However, the South Iceland Nature Centre is contesting the Brits’ claim to puffin fame, insisting that Óskar J. Sigurdsson, the lighthouse keeper on Cape Stórhöfdi, has documented a puffin at least 38 years of age. Determined to maintain their puffin pride, the British ornithologists have completely disregarded the existence of Iceland’s geriatric puffin, insisting that their bird holds the title.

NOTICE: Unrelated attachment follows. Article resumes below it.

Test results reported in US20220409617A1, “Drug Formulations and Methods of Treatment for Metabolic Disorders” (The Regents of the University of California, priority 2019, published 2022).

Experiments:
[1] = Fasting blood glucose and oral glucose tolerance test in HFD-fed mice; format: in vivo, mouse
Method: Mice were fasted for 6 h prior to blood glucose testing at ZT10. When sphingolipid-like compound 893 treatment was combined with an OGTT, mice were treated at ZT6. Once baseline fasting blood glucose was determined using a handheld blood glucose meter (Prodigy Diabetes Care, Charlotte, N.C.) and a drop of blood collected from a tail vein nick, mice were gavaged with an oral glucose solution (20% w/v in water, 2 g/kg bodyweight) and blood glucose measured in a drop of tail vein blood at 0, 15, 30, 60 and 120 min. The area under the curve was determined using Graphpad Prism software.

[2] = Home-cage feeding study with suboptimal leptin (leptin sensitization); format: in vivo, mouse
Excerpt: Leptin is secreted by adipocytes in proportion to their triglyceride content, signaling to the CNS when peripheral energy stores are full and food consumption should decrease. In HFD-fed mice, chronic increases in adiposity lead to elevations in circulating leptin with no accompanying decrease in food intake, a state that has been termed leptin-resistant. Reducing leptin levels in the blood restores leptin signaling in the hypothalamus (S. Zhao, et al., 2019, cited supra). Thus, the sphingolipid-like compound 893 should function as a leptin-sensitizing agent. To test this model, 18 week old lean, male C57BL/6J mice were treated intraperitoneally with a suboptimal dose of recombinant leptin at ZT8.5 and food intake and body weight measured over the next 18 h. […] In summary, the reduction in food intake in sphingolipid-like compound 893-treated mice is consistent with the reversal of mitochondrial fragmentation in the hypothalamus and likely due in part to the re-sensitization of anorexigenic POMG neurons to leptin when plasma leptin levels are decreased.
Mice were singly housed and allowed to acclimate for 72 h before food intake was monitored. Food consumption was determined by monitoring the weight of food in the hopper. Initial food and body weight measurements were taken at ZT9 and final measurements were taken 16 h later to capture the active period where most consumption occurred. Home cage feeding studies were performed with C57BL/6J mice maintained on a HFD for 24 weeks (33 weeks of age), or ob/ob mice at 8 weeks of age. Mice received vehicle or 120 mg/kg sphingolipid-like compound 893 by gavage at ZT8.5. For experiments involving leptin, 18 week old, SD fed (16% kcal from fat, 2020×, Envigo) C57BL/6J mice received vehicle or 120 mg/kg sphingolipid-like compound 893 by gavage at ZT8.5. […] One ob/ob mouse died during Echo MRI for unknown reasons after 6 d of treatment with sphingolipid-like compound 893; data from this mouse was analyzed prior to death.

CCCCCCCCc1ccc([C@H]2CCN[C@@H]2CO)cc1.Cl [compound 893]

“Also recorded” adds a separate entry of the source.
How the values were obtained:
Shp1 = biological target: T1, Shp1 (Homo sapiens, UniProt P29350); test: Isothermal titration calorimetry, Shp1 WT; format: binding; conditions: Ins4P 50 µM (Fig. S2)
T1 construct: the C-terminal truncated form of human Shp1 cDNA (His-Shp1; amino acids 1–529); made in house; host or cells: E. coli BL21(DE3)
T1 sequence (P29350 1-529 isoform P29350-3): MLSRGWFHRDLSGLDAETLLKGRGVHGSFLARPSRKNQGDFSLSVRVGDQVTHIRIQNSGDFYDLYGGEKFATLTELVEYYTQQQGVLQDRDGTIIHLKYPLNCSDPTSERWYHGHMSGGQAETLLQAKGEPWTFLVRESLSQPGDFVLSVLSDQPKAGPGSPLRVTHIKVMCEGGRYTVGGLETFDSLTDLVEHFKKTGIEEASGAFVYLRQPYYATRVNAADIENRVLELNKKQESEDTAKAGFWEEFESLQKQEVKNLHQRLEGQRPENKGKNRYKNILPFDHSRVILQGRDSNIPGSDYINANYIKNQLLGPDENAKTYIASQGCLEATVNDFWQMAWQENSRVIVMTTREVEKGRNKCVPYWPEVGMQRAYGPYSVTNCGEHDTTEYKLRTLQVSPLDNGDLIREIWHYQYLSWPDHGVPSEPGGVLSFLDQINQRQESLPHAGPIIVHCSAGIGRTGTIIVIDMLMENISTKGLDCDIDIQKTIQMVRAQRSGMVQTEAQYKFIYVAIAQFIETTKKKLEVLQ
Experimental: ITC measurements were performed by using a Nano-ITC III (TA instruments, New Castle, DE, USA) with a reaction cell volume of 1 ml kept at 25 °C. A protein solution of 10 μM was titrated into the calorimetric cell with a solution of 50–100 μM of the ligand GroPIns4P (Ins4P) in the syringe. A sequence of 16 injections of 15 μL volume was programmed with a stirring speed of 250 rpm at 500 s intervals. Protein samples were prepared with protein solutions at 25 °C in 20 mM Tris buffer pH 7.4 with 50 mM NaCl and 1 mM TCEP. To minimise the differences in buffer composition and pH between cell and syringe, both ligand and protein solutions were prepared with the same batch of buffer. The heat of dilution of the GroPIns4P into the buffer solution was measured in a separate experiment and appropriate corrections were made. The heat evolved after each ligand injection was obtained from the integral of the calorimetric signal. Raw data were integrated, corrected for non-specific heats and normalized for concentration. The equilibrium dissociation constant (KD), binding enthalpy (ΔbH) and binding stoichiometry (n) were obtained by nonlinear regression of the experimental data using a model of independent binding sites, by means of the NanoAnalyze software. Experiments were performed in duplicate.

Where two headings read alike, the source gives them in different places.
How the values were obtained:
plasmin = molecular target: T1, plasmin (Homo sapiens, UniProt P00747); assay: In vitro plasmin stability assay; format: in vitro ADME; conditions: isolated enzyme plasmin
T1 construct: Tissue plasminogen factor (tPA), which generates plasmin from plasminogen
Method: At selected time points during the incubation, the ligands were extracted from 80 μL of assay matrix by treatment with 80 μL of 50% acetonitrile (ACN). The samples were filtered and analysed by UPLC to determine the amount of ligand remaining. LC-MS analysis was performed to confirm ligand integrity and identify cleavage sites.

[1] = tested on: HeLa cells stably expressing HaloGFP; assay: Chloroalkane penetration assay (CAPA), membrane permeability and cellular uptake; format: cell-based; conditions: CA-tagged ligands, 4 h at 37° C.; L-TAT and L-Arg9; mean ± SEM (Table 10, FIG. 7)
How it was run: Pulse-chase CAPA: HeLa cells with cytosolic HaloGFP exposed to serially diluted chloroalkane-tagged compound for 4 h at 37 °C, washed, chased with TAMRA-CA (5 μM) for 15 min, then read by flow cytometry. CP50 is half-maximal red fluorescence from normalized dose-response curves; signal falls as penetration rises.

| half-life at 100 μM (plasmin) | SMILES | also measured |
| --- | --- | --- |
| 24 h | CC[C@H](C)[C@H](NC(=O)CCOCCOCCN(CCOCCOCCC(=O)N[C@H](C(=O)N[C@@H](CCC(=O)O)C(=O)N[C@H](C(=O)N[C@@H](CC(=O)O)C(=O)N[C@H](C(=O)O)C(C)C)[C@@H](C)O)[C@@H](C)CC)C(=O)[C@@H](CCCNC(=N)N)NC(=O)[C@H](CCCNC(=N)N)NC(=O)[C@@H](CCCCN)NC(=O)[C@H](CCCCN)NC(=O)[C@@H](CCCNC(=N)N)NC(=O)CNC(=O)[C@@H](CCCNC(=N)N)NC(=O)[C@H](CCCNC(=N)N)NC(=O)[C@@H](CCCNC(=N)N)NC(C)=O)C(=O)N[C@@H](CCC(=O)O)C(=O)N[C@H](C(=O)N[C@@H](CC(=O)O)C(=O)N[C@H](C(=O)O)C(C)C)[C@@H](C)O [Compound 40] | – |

Atlantic puffins inhabit the coastal areas of much of western Europe, the east coast of North America, the radius of Iceland and the southern end of Greenland. The average live expectancy of a puffin is 25 years.
This could get ugly.
British ornithologists (those specializing in the study of birds) claim to have found Europe’s oldest living puffin on Rough Island in the Shiant Isles of Scotland. The bird is known to be at least 34 years old, as it was captured and tagged by ornithologist Ian Buxton in 1975 and was re-caught earlier this month, coincidentally by Buxton again.